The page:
Anybody who thinks that this is not going to include groceries - sooner rather than later - is just deluding themselves. They’re as bad as Mayor Vaughn in Jaws, trying to keep the beaches open because its the tourist season, ignoring the fact that tourists’ body parts washing up on the beach won't be good for business.

    The rest of Walmart’s strategy, focused on small stores that can kick-start its sales, seems to be focused on food and convenience. No reason to think that the “Pick Up Today” model won’t expand to that as well.

    Published on: March 11, 2011

    Bloomberg reports how how some mall owners around the country are using groceries as a lure for shoppers. Westfield Group, for example, will open an Aldi store in one of its Chicago-area malls; Macerich Co. plans to open The Market in the newly renovated Santa Monica Place mall. And the story notes that “in other malls, the owners are aiming upscale and establishing farmers-market-style food courts with a cornucopia of artisanal products ... Mall owners are luring supermarket chains to a range of locations, from middle- to up-market. Macerich, which in December opened a Hispanic market at its Desert Sky Mall in Phoenix, has signed leases with Costco Wholesale Corp. (COST), SuperValu Inc.’s Albertsons and Trader Joe’s.”

    According to the story, “By 2020, stores selling groceries will account for as much as 5 percent of the square footage at U.S. enclosed malls and lifestyle centers, according to an estimate by Craig Johnson, president of Customer Growth Partners, a New Canaan, Connecticut-based retail consulting firm. Today, they represent less than 1 percent of square footage, he said.”

    The reason is simple. People visit supermarkets as often as nine times a month, but only go to the mall three times a month - and so mall owners hope that these stores can drive traffic and generate higher sales for other tenants.
    KC's View:
    I suspect the success of this concept, which has been common in other countries for years, will largely be situational. If the mall has the right kind of customer base that matches up with the food retailer’s target demographic, and the physical layout is right, then these kinds of ideas can work. But just adding any grocery store to a mall won’t add up to success, and I’m not sure that the food shopping trip will necessary get people to visit Gap or Victoria’s Secret or Brookstone more often.

    Published on: March 11, 2011

    The Wall Street Journal reports that Sen. John Kerry (D-Massachusetts) and Sen. John McCain (R-Arizona) are circulating a legislative proposal that “would require companies to seek a person's permission to share data about him with outsiders. It would also give people the right to see the data collected on them. The bill is expected to be introduced ahead of a Senate Commerce Committee hearing next Wednesday on online privacy ... The Kerry-McCain bill would cover data ranging from names and addresses to fingerprints and unique IDs assigned to individuals' cellphones or computers. It would also establish a program to certify companies with high privacy standards. Those companies would be allowed to sell personal data to outsiders without seeking permission in each instance.”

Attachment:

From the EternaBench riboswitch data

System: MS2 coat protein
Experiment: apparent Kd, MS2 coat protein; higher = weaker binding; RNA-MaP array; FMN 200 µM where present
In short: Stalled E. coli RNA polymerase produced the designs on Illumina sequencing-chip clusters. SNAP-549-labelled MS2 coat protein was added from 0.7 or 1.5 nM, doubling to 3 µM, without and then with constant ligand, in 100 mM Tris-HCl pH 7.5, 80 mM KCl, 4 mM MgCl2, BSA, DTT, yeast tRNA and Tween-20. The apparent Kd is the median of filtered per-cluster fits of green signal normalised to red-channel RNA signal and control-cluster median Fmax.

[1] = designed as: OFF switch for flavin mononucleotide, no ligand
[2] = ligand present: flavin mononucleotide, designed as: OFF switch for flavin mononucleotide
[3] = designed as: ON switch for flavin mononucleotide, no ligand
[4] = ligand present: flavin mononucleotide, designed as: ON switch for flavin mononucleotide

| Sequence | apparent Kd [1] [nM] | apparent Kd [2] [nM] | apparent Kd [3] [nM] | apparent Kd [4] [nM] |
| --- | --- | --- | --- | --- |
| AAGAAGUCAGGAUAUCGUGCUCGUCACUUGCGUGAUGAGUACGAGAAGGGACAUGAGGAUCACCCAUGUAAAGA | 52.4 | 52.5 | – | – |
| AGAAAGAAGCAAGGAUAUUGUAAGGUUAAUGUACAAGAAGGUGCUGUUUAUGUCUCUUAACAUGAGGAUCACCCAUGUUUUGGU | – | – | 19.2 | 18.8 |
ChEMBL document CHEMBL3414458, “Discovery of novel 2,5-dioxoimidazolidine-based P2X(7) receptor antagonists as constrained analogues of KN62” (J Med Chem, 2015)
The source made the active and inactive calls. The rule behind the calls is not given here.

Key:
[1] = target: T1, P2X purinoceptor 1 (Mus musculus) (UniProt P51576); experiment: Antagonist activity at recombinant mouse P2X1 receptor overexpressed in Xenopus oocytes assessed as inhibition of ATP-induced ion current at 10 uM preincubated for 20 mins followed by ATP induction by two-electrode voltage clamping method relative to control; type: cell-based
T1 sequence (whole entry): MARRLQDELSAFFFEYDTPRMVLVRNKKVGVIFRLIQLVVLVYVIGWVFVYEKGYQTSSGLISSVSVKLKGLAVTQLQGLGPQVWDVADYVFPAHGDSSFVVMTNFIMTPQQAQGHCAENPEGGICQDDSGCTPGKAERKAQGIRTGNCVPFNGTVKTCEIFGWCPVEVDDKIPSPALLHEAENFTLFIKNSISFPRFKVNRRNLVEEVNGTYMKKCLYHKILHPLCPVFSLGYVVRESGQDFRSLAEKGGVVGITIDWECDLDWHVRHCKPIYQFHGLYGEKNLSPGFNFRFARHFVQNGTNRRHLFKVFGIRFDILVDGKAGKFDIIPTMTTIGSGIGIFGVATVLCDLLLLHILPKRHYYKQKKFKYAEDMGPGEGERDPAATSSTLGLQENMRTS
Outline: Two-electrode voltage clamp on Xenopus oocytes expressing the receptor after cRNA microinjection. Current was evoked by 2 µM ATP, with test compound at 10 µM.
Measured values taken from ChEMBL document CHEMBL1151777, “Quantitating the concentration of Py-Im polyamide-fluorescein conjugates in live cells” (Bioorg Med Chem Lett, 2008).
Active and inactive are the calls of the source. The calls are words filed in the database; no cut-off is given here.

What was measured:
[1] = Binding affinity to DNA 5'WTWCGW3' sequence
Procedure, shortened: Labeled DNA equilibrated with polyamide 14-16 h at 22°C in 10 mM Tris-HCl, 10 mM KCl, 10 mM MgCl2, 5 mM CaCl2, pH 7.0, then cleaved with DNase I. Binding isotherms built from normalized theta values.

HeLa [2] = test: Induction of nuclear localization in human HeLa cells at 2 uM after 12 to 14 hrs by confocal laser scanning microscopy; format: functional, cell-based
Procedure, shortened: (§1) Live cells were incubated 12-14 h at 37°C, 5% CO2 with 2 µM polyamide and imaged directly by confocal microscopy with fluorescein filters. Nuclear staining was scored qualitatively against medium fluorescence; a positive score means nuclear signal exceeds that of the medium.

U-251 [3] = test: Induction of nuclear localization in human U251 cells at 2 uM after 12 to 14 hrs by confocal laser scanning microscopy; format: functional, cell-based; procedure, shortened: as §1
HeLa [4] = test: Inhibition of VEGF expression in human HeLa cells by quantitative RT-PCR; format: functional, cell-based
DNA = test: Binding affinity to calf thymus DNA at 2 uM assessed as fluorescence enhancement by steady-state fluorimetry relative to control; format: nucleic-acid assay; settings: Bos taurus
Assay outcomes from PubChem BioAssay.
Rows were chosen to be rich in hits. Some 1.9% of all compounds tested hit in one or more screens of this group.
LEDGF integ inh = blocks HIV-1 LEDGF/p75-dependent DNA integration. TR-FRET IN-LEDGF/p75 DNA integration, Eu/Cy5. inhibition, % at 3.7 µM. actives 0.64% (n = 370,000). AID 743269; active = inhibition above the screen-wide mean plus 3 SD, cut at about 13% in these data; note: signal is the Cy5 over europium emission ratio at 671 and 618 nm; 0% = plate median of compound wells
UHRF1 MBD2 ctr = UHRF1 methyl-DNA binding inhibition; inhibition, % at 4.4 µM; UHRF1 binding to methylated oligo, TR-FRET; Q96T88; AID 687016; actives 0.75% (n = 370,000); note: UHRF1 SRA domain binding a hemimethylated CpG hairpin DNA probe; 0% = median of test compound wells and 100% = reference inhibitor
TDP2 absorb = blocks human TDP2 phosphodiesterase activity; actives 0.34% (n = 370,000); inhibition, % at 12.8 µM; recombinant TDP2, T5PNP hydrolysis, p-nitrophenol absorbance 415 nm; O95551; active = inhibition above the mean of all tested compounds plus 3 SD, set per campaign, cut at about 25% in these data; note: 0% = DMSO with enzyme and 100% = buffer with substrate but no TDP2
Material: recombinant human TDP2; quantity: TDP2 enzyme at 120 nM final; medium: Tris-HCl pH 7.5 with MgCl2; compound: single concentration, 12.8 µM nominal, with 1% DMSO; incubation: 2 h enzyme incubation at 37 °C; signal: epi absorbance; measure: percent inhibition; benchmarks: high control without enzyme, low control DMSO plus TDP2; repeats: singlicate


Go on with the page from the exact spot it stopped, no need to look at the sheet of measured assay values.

According to the story, in the House of Representatives, Rep. Cliff Stearns (R-Florida) has said “he would introduce draft privacy legislation soon, although his approach would largely allow the industry to continue many current practices.”
    KC's View:

    For companies that trade in consumer information, privacy issues may become a much bigger deal in the near future, and attention needs to be paid.

    My suggestion is that companies need to get ahead of the legislation, to be better and more vigilant about privacy than their competitors, and to do more to reassure their customers than even the government requires. In the end, this could be a real competitive advantage.

    Published on: March 11, 2011

    Crain’s Chicago Business reports that Illinois Gov. Pat Quinn has signed into law a bill “designed to make it easier to collect taxes from sales on the Internet, outraging Chicago's Web retailing community but pleasing conventional brick-and-mortar stores. Enacted into law was a measure requiring any non-Illinois seller to collect the state's sales tax if that seller acquires their customer via a link on the website of an Illinois firm.”

    According to the story, “the bill was widely dubbed the ‘Amazon tax,’ in honor of the big Web retailer that has avoided paying much Illinois sales tax because it lacks a physical presence, or nexus, in the state.” The Illinois Retail Merchants Assn. released a statement saying that “the bill merely will take away Amazon's unethical advantage”

    Almost immediately, Amazon reacted.

    Bloomberg reports that Amazon is immediately severing its ties with all its Illinois affiliates, which are websites that send customers to Amazon through links.